Summary: By faith we are to believe the promise of God, believe in the promised Redeemer. Through Isaac God was keeping his promise. Through the promised Redeemer, he has kept his promise to provide our redemption.
Genesis 21:1-12 Through Isaac
6/5/16 D. Marion Clark
It had been a long time coming, so long that it had become a laughing matter to both Abraham and Sarah. Twenty-five years is a long time for a promise to be fulfilled, especially when no indication had been given that it would be long. Finally, Abraham laughed when God yet again made the promise, and then Sarah later when she heard the promise again repeated. And so it was fitting for the promised son to be named “Laughter.”
The Lord visited Sarah as he had said, and the Lord did to Sarah as he had promised. 2 And Sarah conceived and bore Abraham a son in his old age at the time of which God had spoken to him. 3 Abraham called the name of his son who was born to him, whom Sarah bore him, Isaac. 4 And Abraham circumcised his son Isaac when he was eight days old, as God had commanded him. 5 Abraham was a hundred years old when his son Isaac was born to him. 6 And Sarah said, “God has made laughter for me; everyone who hears will laugh over me.” 7 And she said, “Who would have said to Abraham that Sarah would nurse children? Yet I have borne him a son in his old age.”
There are two emphases made in these verses. One is that Sarah’s pregnancy and successful labor was by the supernatural power of God. There are the remarks specifically of God’s intervention: “The Lord visited Sarah”; “the Lord did to Sarah.” There are the comments about Abraham’s old age (a hundred years old) and of Sarah: “Who would have said to Abraham that Sarah would nurse children?”
This is not the immaculate conception of Mary in which a man played no role. Abraham fathered Isaac, to be sure. But just as sure is the fact that Sarah’s conceiving is an act of God. Whatever else may have been the reason for the long delay between God’s promise of a son and the time it finally happened, there is no doubt that we are to take the conception and birth as no less than a birth by the power of God’s Spirit.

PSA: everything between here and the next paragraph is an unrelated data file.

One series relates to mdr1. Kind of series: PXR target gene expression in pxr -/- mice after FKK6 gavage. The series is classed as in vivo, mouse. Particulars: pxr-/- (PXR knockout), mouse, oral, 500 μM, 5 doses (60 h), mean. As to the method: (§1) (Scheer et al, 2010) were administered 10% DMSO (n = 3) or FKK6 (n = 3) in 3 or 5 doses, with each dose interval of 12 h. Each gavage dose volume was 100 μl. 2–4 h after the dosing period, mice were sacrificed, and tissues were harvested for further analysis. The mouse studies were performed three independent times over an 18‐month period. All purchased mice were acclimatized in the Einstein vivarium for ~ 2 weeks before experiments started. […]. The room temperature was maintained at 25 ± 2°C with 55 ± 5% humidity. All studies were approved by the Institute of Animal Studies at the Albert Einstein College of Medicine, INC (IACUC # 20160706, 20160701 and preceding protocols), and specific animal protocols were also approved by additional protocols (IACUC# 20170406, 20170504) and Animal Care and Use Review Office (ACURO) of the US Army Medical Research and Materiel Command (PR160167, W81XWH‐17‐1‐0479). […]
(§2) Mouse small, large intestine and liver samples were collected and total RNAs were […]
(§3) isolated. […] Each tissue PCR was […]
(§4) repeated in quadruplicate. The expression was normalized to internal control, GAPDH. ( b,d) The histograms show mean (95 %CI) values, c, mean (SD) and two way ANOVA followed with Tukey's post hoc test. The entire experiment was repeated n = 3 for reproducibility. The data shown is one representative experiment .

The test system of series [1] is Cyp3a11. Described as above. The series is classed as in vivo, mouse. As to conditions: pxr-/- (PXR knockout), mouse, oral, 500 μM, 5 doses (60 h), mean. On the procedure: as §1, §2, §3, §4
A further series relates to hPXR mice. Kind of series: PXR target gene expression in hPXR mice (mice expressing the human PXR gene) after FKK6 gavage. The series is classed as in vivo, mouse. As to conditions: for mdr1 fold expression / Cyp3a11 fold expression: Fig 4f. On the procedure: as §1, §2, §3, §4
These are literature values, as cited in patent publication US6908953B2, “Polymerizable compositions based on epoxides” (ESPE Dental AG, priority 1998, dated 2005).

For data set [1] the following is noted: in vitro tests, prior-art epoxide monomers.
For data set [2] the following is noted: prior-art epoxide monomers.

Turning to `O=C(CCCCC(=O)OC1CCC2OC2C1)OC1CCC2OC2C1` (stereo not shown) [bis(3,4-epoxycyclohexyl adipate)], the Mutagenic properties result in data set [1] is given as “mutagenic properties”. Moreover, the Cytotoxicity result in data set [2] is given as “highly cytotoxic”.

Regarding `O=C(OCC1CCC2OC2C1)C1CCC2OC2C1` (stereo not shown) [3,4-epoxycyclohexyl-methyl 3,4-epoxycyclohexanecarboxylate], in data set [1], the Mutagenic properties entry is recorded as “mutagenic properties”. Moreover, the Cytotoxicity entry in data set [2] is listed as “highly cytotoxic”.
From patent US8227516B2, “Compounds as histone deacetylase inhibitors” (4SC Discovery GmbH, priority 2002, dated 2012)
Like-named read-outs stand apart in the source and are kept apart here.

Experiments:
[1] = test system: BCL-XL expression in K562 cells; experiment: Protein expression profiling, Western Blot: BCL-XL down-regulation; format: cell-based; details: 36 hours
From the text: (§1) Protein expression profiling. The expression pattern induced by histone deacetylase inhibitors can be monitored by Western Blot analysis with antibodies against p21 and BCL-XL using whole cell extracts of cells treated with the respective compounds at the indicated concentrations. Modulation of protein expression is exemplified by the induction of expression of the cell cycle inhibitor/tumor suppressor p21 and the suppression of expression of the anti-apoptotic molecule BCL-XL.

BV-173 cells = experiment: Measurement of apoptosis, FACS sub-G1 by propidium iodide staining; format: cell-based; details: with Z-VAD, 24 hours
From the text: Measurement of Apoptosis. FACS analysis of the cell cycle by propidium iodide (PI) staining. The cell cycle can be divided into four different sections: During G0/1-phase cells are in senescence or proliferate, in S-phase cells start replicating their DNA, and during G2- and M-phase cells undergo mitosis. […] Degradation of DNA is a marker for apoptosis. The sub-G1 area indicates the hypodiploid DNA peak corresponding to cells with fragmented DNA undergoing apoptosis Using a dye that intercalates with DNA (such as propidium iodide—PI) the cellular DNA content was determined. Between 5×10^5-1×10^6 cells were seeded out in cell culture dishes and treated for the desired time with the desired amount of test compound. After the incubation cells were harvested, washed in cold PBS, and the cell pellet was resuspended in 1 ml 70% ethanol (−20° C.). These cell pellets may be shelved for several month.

The other emphasis is that the birth took place according to the promise of God. “The Lord visited Sarah as he had said”; “the Lord did to Sarah as he had promised.” Sarah bore Abraham a son “at the time of which God had spoken to him.”
Indeed, the promise is what the whole story of Abraham has been about ever since the beginning of chapter 12: “Go from your country and your kindred and your father's house to the land that I will show you. And I will make of you a great nation.” Since that time God had again and again promised Abraham descendants – lots of them. And time following time, year following year, even decade following decade not one child had resulted. Even so, God made a promise and he kept that promise.
And so there is rejoicing. There is laughter for the son named Isaac, whose very name means “laughter.” There is celebration.
8 And the child grew and was weaned. And Abraham made a great feast on the day that Isaac was weaned.
Even so, there is trouble in the home.
9 But Sarah saw the son of Hagar the Egyptian, whom she had borne to Abraham, laughing. 10 So she said to Abraham, “Cast out this slave woman with her son, for the son of this slave woman shall not be heir with my son Isaac.” 11 And the thing was very displeasing to Abraham on account of his son.
I admit that I scratch my head over Peter’s admonition to women in which he upholds Sarah as a role model of submission: “as Sarah obeyed Abraham, calling him lord. And you are her children, if you do good and do not fear anything that is frightening” (1 Peter 3:6). Really? It was Sarah whose faith in God’s promise faltered so that she gave her servant Hagar as a wife to Abraham to bear his son. That did not work out to well, as Sarah also became jealous of Hagar once she conceived. Had it not been for the Lord’s intervention twice, Hagar would have died in the desert – the first time while still pregnant, the second time now with her son Ishmael. No, Sarah has much to be accountable for; nevertheless even her jealousy is used by God to fulfill his promise.
12 But God said to Abraham, “Be not displeased because of the boy and because of your slave woman. Whatever Sarah says to you, do as she tells you, for through Isaac shall your offspring be named.